“More than one in eight workers” in Georgia remain unemployed, but Perdue won’t commit to relief for vulnerable Georgians
ATLANTA — In an interview yesterday, Senator David Perdue again refused to commit to providing needed relief to struggling Georgians by extending critical expanded unemployment insurance benefits, calling the expanded program “a hindrance.”
Sen. Perdue: “We had a hindrance to people going back to work, and that was a premium on the unemployment. That expires, and I believe a lot of people will then go, begin going in and absorbing those jobs that have been created.”
This isn’t the first time Perdue’s turned his back on working families in Georgia. He already claimed he “personally opposed” critical direct economic relief for Georgians — even as “more than one in eight workers” in Georgia remain unemployed due to the COVID-19 pandemic and the state ranks last in economic recovery.
But when it comes to his big corporate backers, Perdue is always ready to provide them with a bailout. Perdue already assisted Republican efforts to jam through an aid bill that included a multi-billion dollar slush fund for big corporations with little accountability or independent oversight. And he later wrote off banks making “more than $10 billion in fees” off a small business relief fund as “the cost of doing business.”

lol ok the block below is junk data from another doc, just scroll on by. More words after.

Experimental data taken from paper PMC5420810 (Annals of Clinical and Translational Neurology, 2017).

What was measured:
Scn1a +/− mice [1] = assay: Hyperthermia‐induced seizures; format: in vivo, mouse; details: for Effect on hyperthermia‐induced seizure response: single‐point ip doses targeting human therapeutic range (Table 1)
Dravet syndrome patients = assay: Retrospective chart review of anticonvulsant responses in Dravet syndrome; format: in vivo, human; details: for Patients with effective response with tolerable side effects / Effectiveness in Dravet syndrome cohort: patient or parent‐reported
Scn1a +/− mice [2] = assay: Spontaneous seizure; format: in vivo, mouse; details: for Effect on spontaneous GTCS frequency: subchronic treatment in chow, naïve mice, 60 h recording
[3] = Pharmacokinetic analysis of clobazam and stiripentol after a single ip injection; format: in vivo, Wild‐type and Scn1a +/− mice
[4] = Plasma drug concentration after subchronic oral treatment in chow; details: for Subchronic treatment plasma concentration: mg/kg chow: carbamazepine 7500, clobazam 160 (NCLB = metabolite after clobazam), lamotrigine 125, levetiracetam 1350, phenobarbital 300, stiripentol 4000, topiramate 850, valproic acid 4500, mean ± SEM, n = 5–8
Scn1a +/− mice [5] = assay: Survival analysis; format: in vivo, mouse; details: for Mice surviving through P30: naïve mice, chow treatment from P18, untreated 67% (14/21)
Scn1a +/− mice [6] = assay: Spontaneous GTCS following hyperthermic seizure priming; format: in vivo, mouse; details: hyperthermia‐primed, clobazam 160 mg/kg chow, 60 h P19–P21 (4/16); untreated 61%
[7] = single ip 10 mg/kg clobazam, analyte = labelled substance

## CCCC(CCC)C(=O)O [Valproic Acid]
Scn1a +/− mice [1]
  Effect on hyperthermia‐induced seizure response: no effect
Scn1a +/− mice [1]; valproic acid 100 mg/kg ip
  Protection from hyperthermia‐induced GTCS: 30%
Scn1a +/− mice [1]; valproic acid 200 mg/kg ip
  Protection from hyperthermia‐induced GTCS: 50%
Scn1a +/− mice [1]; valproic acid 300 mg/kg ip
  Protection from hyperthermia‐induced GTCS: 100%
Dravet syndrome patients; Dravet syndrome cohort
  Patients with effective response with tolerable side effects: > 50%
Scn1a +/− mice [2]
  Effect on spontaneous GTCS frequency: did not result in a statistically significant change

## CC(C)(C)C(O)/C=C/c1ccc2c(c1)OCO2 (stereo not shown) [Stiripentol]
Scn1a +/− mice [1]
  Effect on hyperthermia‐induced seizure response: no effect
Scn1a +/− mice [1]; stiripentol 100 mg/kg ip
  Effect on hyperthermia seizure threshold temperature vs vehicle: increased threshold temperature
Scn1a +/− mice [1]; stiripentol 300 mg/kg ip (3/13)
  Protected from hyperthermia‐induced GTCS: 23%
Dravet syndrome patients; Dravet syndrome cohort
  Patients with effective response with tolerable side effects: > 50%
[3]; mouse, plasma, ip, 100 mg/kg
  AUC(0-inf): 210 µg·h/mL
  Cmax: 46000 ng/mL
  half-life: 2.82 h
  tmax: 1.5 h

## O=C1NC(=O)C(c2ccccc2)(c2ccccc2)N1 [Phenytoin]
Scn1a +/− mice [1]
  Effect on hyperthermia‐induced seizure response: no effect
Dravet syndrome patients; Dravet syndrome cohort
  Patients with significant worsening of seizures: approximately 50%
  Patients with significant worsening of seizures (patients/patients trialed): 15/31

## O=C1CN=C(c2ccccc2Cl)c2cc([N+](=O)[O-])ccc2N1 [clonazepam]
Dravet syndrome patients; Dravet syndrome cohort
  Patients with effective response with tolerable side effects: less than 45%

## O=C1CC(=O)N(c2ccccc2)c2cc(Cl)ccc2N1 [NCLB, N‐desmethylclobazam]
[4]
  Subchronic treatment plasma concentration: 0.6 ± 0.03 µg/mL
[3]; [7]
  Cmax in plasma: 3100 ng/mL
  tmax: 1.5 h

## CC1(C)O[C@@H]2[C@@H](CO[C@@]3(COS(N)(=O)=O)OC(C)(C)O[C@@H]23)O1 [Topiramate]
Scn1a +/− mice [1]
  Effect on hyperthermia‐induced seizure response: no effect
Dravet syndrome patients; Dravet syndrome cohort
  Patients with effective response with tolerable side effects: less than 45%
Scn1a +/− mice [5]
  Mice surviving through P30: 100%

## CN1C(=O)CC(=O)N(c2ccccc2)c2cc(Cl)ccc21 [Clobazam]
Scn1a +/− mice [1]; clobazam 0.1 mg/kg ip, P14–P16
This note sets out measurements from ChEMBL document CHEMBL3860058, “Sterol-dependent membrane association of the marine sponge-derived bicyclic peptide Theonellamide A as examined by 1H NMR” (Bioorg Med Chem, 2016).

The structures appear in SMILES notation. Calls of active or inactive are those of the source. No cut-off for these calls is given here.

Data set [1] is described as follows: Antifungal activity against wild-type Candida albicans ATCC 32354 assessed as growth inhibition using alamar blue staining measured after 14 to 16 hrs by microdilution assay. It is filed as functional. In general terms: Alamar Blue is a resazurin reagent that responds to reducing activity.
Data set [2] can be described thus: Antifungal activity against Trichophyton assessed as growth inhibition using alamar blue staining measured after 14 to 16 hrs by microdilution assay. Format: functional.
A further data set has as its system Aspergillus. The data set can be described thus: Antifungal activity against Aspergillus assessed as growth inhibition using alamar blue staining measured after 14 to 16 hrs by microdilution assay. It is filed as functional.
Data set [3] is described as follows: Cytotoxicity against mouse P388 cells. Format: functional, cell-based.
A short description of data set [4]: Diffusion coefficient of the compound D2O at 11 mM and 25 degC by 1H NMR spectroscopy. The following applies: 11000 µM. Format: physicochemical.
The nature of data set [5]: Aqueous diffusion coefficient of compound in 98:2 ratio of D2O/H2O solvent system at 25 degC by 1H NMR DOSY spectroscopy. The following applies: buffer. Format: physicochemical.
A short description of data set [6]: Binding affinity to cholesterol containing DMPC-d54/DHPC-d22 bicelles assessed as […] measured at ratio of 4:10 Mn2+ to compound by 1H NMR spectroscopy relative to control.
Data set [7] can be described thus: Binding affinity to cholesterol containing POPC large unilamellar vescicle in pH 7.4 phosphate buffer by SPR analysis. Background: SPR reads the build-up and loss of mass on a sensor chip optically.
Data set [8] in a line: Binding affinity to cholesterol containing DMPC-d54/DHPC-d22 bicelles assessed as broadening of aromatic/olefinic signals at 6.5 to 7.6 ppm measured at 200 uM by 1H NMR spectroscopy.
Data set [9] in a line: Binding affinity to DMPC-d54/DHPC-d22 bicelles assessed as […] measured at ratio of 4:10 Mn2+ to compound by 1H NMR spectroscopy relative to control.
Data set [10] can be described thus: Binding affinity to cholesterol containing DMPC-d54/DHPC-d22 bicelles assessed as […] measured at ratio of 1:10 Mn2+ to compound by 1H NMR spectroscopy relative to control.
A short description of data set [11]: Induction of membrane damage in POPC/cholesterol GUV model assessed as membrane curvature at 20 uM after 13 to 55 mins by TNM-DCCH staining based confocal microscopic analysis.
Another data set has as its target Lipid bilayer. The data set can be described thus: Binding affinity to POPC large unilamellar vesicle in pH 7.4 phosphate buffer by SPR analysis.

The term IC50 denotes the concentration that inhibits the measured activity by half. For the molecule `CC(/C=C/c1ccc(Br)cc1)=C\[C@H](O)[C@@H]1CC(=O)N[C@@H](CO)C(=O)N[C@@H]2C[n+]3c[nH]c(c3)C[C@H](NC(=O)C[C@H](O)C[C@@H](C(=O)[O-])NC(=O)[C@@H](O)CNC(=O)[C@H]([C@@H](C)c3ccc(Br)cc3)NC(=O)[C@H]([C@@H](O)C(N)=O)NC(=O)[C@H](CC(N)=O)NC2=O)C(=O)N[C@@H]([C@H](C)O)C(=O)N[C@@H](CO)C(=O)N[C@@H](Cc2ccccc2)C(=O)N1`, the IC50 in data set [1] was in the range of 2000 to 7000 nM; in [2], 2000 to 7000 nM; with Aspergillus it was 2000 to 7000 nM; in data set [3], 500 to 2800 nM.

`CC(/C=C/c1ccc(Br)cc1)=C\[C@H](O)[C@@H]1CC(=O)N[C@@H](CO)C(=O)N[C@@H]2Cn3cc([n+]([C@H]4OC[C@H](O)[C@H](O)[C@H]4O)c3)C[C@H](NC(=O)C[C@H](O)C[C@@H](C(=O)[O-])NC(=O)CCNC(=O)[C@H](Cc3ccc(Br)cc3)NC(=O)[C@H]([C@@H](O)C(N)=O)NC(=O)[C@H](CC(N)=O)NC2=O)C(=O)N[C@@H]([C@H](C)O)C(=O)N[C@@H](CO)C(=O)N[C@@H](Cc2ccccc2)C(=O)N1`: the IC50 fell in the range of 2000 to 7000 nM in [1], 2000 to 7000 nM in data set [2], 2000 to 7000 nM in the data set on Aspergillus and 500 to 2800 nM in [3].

“Clearly, Senator David Perdue has no problem providing relief during the coronavirus crisis — as long as you’re a big corporation or a bank,” said Alex Floyd, spokesman for the Democratic Party of Georgia. “But for Perdue, expanded relief for unemployed Georgians during this emergency is ‘a hindrance’ even as our state economy struggles to recover.”